Trust yourself and Customer Service is a must. Starting a small business is full of small decisions that can cost you lots of money.  You have to know ahead of time that not everything is going to be a win and leave financial space for that to happen.  As for Customer Service, we have someone that checks emails almost 24 hours a day to make sure we are available. Our customers are the reason any small business is running, and you have to remember that even when you’re tired, frustrated and hungry. Some customers will always think you are Amazon and have hundreds of people working around the clock. Instead, you have 3.

Keep up with Dana Renee at Gratitude Collaborative and on her beautiful Instagram.

Friendsgiving with Tillamook

November is the perfect time to give thanks, and we always look forward to sharing our gratitude with loved ones while happily embracing the excuse to reach for second servings and dessert (without judgment). One of our favorite new traditions however, is Friendsgiving, the chance to enjoy a Thanksgiving meal with your buds before or after the family festivities. A few weeks ago, we were fortunate to spend an afternoon with some of our favorite creatives, writers, bloggers and photographers, celebrating #RealFoodSunday with a Friendsgiving Brunch hosted by Tillamook.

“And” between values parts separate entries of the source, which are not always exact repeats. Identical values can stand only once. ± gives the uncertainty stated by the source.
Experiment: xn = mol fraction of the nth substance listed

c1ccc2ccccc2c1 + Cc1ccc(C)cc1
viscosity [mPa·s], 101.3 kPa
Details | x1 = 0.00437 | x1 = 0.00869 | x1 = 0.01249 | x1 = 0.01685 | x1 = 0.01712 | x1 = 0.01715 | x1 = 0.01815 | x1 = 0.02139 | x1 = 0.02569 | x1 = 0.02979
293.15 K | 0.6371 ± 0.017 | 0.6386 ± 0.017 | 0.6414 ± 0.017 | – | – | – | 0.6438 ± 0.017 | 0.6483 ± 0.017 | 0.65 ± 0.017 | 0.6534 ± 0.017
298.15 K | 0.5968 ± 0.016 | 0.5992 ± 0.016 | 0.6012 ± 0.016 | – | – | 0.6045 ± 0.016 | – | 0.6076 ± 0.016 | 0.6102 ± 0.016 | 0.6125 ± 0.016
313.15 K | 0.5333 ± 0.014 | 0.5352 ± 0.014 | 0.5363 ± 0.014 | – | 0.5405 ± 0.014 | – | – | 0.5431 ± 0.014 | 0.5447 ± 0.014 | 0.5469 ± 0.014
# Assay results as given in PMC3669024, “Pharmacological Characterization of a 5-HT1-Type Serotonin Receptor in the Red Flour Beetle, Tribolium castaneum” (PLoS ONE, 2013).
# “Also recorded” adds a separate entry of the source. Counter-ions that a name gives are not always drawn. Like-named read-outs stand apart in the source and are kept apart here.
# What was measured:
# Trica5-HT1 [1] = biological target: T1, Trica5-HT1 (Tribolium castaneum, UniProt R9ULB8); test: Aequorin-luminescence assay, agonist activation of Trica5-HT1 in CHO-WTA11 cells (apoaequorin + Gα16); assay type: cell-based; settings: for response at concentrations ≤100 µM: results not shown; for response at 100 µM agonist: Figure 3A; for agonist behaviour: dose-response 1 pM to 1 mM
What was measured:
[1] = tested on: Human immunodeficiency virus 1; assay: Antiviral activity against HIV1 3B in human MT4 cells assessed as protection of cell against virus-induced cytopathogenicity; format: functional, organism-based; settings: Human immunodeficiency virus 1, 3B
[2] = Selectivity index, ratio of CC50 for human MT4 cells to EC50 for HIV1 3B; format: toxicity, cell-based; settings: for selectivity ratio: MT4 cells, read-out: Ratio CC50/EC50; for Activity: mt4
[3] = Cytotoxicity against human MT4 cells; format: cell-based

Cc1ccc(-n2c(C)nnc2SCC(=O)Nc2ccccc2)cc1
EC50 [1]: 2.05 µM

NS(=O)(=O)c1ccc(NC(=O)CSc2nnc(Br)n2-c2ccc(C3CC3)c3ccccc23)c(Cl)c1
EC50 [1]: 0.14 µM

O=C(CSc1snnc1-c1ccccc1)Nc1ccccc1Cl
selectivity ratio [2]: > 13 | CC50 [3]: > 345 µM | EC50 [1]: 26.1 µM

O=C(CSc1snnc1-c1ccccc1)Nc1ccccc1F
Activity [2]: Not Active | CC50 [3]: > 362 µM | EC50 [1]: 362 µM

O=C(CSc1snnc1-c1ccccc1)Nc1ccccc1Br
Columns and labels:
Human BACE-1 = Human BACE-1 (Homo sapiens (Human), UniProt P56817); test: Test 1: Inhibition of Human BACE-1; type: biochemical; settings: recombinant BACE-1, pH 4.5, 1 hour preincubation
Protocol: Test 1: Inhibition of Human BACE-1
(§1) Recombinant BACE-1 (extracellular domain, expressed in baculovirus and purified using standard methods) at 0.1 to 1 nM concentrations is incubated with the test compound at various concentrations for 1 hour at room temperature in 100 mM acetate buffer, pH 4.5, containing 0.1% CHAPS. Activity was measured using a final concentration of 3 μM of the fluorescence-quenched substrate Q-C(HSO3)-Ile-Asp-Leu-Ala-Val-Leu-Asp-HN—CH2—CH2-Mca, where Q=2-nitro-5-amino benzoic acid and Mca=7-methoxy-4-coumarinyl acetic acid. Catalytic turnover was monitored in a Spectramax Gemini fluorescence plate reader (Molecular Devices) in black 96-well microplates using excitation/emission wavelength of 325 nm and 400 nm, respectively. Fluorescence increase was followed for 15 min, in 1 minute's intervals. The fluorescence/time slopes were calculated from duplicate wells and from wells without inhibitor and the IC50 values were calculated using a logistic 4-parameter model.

Old friends and new were brought together at Light Lab to enjoy a beautiful Thanksgiving inspired brunch prepared by Barrett Prendergast of Valleybrink Road while learning more about Tillamook’s #RealFoodSunday movement.

Tillamook launched Real Food Sunday because of their devotion to making food the right way – with the highest quality ingredients, nothing artificial and without cutting corners to increase profits. Real Food Sunday is meant to make choosing Real Food easier for everyone, starting with one day a week. So why Sunday? Sunday is the day when big meals are cooked, families eat together and plans are made for the week ahead. Sundays are special. Tillamook believes Real Food should be a part of that, and we couldn’t agree more.